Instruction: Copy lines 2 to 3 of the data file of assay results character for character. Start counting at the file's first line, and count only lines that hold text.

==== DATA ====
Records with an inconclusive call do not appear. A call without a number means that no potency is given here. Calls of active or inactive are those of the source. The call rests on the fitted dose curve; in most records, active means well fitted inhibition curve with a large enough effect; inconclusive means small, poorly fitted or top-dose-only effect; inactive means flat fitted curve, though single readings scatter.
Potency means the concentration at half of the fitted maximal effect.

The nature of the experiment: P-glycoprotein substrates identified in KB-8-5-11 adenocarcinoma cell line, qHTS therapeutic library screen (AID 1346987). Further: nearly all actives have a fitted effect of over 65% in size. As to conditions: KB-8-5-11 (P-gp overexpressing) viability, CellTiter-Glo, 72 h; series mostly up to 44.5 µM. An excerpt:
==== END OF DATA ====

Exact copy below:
Potency means the concentration at half of the fitted maximal effect.

The nature of the experiment: P-glycoprotein substrates identified in KB-8-5-11 adenocarcinoma cell line, qHTS therapeutic library screen (AID 1346987). Further: nearly all actives have a fitted effect of over 65% in size. As to conditions: KB-8-5-11 (P-gp overexpressing) viability, CellTiter-Glo, 72 h; series mostly up to 44.5 µM. An excerpt: